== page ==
MSCC NOVEMBER 22 STAR OF THE WEEK: IT TAKES A MOPAR TO CATCH A MOPAR

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mopar-001MSCC NOVEMBER 22 STAR OF THE WEEK: IT TAKES A MOPAR TO CATCH A MOPAR

There was a TV version of the classic car chase movie Vanishing Point released back in 1997.

It was a watered-down version of a legendary film and it was noteworthy for two things.

‘They should never have turned Vanishing Point into a lightweight TV movie but it did have one great line.’

This MSCC Star of the Week is a visual version of “it takes a Mopar to catch a Mopar”.
IMGP9564-001MSCC NOVEMBER 21 STAR OF THE DAY: WILLYS—THE BAR IS SET HIGH WITH THIS BRUTE
Willys are a hot rod icon in the truest sense.
There are ’32 Fords, ’55 Chevys and ‘50 Mercs and there are ’40-‘42 Willys coupes—they all travel in the same world of cool.

‘The ¼ mile guys loved the Willys for the short wheelbase and weight distribution so much if you Google search “gasser” you’ll probably see a picture of an early 40s Willys coupe.’

This MSCC Star of the Day Willys was at a show last August—clearly the bar is set high with this brute.

IMGP9809MSCC NOVEMBER 20 STAR OF THE DAY: 1959 IHC R230—ROLLS ROYCE POWERED BRUTE FORCE

International Harvester was never known for their luxury so a direct connection with a legendary luxury car builder comes as a surprise to the average person.

IHCs are  for building roads, not cruising down them in style and comfort.

‘Nobody hops in an IHC truck to hit the country club or a Rodeo Drive shop in Beverly Hills because there is no obvious connection to luxury in these working rides.’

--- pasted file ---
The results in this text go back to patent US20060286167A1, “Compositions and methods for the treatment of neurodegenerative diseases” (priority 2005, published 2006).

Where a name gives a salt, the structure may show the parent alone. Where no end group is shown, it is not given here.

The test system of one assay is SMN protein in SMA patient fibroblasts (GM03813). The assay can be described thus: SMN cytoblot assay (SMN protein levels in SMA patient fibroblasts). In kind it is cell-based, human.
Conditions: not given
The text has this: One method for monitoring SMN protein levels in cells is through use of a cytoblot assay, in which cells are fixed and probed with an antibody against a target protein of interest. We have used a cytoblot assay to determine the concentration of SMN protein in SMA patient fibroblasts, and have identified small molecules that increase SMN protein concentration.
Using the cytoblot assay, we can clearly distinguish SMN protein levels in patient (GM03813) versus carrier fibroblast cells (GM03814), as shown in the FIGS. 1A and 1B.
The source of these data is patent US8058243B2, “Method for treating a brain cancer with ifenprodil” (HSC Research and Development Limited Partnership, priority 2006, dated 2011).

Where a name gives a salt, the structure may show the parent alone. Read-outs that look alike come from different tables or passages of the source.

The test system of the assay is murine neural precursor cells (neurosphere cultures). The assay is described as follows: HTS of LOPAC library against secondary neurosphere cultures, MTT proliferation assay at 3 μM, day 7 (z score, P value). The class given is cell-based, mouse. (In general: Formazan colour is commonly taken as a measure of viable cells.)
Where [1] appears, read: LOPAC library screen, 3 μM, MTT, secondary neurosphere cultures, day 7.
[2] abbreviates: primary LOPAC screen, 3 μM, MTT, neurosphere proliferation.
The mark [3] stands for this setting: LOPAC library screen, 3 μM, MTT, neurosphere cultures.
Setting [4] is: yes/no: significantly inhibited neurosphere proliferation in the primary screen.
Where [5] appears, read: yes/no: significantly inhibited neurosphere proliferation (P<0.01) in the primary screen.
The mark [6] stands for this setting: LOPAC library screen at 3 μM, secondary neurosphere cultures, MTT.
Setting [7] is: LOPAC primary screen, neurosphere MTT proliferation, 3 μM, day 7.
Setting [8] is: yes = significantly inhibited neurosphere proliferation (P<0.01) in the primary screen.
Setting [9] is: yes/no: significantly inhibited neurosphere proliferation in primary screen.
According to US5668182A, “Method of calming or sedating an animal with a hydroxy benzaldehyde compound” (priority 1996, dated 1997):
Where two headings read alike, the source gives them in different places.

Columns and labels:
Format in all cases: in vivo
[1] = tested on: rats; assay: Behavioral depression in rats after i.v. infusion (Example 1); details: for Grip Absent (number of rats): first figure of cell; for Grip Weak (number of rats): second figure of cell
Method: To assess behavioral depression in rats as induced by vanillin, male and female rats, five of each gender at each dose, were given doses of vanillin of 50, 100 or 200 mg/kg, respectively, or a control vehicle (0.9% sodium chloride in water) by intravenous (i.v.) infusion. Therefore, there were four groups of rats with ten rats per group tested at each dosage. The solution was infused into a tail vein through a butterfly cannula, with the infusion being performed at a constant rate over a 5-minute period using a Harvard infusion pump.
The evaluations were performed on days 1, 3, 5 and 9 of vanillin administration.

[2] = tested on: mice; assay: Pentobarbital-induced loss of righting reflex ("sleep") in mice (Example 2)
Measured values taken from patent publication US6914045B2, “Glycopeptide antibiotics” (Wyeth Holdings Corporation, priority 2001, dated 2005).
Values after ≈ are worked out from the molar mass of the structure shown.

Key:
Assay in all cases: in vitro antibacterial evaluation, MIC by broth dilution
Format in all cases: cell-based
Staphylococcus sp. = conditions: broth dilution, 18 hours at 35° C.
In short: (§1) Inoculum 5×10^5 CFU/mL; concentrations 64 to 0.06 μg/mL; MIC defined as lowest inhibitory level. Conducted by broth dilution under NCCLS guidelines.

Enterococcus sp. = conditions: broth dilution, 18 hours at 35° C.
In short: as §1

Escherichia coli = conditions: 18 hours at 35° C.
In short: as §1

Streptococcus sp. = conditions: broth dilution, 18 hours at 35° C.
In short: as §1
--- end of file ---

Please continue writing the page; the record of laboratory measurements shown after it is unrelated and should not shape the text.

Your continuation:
This MSCC Star of the Day ’59 IHC R 230 has a Rolls Royce diesel under the hood so this is a brute force working stiff with an upper class pedigree.

IMGP7597MSCC NOVEMBER 19 STAR OF THE DAY: 1940 CADILLAC—THIS IS THE CLASSIC, TRADITIONAL AND DEFINITIVE LUXURY CAR

The term luxury car has been watered down over the years and it began with the term personal luxury car.

Personal luxury cars were basically fully loaded, fancy and typically large two-door hardtops.

‘They created a new niche for car buyers but in many ways, personal luxury cars were light years away from traditional luxury cars.’

This MSCC Star of the Day 1940 Cadillac is a classic, definitive and traditional luxury car.

MY STAR FALLEN STAR WAYNE 160MSCC NOVEMBER 18 STAR OF THE DAY: WERE THEY SAVED OR DID THEY GO BACK TO NATURE?

This is an old picture so there’s a very good chance the landscape has changed.

‘Car guys are an odd combination of dreamer and realist because that’s the only attitude you can bring to a major project.’

The key is found in the lyrics to the Kenny Rogers song (The Gambler): “know when to hold them and know when to fold them”.

This MSCC Star of the Day centers around two bush cars from decades ago—did they continue on the journey back to nature or did a car guy with vision save them?

IMGP0405MSCC NOVEMBER 17 STAR OF THE DAY: ’52 BEL AIR—A BLUEPRINT FOR BOLT-ON 50S CUSTOM TOUCHES

Many observers see the 1950s as the starting line for the custom car hobby.

There were many reasons for this explosion in custom builds but extra cash and imagination were two big factors.

‘The 50s spawned a multitude of custom bolt-ons like spotlights, lakeside pipes, fender skirts, spinner caps and sun visors because they were all part of what was cool back in the 50s.’

This MSCC Star of the Day ’52 Bel Air at a show back in August was a blueprint for 1950s bolt-on custom touches.

IMGP0810MSCC NOVEMBER 16 STAR OF THE DAY: ’62 IMPERIAL TWO-DOOR —STYLE TRIUMPHS OVER PRACTICALITY

The two-door hardtop may be the 2nd most impractical vehicle ever made.

‘Hardtops are right behind the convertible for impracticality because they have less room in the rear compartment, they’re hard to climb into and exit if you’re sitting in the back seat and no B-pillar means a weak seal between the front and rear side windows.’

But they look good so 2-door hardtops are on the upper end of collectibility  in every value guide.

This MSCC Star of the Day ’62 Imperial 2-door hardtop at a September show—style triumphs over practicality yet again.

Jerry Sutherland

 

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